We hold many concepts in our brains that we are constantly evoking in an attempt to predict what is going to happen next and to try to make sure we are ready for and, most importantly, that we survive it. A concept is basically our idea of what something is. When I say that we hold these ideas in our brains it isn’t that they are fixed necessarily. Our concept for a chair is largely going to involve us sitting down in it but occasionally we are going to use the chair as a ladder or a weapon depending on the circumstances. Our brains will categorise the concept as it arises and then simulate what is likely to happen next. These predictions are then tested against other sensory input – is there a fight going on – and if it is incorrect we will try another until we hit upon what we think is the correct assessment of the situation. If we are affected by the scenario – risk of getting punched perhaps – then we will construct an emotional response according to our goal – fear or anger perhaps – and act according to that, flight or fight. The other significant aspect to this constructionist view of how our brains work is in how well our response will fit into our cultural understanding – is everyone else fighting or sitting down? – the social realism inherent in every scenario. The single most important activity our brains are engaged in is managing what is described as our body budget. Through a series of signals our interoceptive network is passing messages around to ensure that our organs are doing what they should and that life’s vital necessities are getting addressed. Put simply, is there sufficient oxygen in blood, good flow of blood when needed and the expulsion of that which we don’t need or might be harmful. Central to the management of your body budget is fuel, in our case that means food.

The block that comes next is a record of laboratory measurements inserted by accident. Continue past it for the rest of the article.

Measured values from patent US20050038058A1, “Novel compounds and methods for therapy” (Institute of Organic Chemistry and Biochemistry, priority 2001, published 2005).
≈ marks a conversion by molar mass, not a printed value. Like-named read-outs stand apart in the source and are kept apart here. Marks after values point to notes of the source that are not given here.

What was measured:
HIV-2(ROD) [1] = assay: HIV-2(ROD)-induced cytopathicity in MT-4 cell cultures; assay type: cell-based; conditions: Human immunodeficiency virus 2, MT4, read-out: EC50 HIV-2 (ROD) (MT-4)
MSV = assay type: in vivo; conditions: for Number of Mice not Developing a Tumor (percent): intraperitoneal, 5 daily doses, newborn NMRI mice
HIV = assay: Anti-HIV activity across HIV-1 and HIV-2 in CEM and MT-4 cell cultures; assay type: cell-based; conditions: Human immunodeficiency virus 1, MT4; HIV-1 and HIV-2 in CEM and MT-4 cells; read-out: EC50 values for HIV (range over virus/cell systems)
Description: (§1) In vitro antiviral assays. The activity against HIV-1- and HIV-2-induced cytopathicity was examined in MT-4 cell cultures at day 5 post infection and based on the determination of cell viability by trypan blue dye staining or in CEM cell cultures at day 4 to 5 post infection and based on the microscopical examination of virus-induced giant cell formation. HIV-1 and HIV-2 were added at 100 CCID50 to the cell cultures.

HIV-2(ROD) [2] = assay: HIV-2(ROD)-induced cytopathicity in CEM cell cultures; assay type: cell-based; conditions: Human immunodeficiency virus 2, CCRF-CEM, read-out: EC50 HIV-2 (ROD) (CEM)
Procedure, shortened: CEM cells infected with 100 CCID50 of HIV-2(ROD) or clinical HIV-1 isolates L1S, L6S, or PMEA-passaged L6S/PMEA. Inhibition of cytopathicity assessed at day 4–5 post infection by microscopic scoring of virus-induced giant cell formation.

I have a friend for whom, in most of his life, food was purely fuel. He would eat the same meal every day for lunch in the works canteen. If we were every away together on business, in the hotel restaurant he would have steak, it was the only thing off the menu that he liked (he has subsequently become a vegetarian and I often remind him of his early omnivorous days). If we ever went to a ‘fancy’ sandwich place where you could choose what bread to have and which fillings to go inside he would flip, this took him so far out of his comfort zone. There was no other concept in his head as to what food was for and he had a very limited diet in terms of what he considered was food at all. If you compare that to a chef or a food writer then you might be forgiven for believing they were actually referring to completely different things. That is because they are. Food as fuel is not the same as food as pleasure or enjoyment, yet they are essentially the same thing. Or are they?